“It is a trustworthy statement, deserving full acceptance, that Christ Jesus came into the world to save sinners, among whom I am foremost of all. Yet for this reason I found mercy, so that in me as the foremost, Jesus Christ might demonstrate His perfect patience as an example for those who would believe in Him for eternal life. (1 Timothy 1)
I hope you caught those words: Sinner, mercy, and patience. Paul left his past in the past where it belonged, covered by the atoning blood of Jesus. That’s one reason he could write to the Christians at Colossae:
“See to it that no one takes you captive through philosophy and empty deception, according to the tradition of men, according to the elementary principles of the world, rather than according to Christ. . . . . having been buried with Him in baptism, in which you were also raised up with Him through faith in the working of God, who raised Him from the dead. When you were dead in your transgressions and the uncircumcision of your flesh, He made you alive together with Him, having forgiven us all our transgressions . . .” (Colossians 2:8-13)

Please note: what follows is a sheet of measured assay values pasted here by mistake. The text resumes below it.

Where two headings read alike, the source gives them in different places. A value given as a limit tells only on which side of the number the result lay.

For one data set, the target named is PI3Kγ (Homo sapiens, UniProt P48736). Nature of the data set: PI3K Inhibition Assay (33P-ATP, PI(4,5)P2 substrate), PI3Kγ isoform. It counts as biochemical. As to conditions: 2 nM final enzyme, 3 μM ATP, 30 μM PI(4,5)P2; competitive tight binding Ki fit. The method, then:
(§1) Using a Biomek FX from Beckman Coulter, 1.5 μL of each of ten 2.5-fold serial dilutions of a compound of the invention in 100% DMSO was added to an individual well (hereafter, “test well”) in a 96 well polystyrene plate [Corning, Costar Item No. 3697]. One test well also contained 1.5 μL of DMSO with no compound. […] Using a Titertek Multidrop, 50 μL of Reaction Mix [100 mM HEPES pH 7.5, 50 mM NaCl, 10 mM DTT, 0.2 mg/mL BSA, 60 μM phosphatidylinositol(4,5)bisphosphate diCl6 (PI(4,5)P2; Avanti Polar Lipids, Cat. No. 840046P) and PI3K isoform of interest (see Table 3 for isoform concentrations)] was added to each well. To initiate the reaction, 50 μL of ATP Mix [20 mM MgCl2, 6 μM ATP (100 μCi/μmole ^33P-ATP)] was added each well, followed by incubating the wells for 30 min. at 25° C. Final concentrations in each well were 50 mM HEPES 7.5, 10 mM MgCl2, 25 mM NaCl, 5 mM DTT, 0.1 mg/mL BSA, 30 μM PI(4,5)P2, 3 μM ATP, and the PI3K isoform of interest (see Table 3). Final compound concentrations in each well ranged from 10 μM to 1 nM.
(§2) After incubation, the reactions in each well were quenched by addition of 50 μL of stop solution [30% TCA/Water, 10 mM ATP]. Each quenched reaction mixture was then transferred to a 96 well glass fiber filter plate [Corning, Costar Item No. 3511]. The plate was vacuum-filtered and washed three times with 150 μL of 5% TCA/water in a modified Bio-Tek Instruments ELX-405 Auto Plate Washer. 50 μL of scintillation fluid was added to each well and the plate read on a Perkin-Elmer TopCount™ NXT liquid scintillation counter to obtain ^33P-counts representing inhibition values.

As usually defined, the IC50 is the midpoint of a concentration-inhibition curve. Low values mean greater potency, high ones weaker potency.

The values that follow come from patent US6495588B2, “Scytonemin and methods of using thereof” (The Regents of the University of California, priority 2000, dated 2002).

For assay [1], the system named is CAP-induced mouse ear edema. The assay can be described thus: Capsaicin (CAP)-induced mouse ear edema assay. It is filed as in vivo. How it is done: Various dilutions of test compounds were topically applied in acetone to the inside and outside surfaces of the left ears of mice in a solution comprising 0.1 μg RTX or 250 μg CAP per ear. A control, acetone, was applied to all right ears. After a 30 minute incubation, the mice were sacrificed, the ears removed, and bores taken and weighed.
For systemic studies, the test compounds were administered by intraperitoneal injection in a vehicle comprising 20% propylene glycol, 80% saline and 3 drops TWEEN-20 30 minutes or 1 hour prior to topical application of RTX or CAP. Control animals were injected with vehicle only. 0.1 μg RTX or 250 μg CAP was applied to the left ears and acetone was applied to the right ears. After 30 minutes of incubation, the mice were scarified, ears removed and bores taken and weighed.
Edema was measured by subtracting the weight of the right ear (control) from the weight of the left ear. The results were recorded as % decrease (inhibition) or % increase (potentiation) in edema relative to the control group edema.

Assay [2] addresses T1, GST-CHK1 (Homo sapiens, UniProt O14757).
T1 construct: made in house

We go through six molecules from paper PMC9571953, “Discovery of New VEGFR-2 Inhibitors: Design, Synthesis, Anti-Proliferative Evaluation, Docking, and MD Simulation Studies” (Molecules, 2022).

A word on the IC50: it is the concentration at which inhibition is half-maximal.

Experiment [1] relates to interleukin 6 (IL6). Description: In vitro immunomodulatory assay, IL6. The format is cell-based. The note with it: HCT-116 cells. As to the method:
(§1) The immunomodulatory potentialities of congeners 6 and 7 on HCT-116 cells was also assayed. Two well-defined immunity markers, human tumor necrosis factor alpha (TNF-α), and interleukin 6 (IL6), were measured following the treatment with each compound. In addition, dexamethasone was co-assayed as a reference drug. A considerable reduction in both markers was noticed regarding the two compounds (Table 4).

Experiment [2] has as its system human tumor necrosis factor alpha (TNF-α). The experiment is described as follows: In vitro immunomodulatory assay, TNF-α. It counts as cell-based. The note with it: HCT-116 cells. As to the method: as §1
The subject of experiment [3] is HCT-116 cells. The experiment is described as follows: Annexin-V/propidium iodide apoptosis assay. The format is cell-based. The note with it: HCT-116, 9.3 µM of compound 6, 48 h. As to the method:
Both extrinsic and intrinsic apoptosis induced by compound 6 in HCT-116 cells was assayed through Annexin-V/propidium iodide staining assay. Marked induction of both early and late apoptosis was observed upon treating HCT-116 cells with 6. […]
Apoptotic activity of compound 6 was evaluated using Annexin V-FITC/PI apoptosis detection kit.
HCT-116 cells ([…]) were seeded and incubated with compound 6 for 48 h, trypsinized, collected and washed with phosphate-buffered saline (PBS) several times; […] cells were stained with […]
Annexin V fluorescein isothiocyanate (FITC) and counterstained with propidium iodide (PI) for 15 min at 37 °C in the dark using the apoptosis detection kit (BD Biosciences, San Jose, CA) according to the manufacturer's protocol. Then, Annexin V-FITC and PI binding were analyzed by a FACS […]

Paul would not let even the devil make him a prisoner of paralyzing regret. He’d repented of his sins, and he knew he could trust Almighty God to forgive him.
Now let’s look at one other person who could have easily fallen prey to the devil’s temptation to despair. If anyone could have wallowed in self-condemnation and self-recrimination, it was Peter. Surely, he remembered the words of his Lord recorded in Mark’s gospel (8:38) “For whoever is ashamed of Me and My words in this adulterous and sinful generation, the Son of Man will also be ashamed of him when He comes in the glory of His Father with the holy angels.”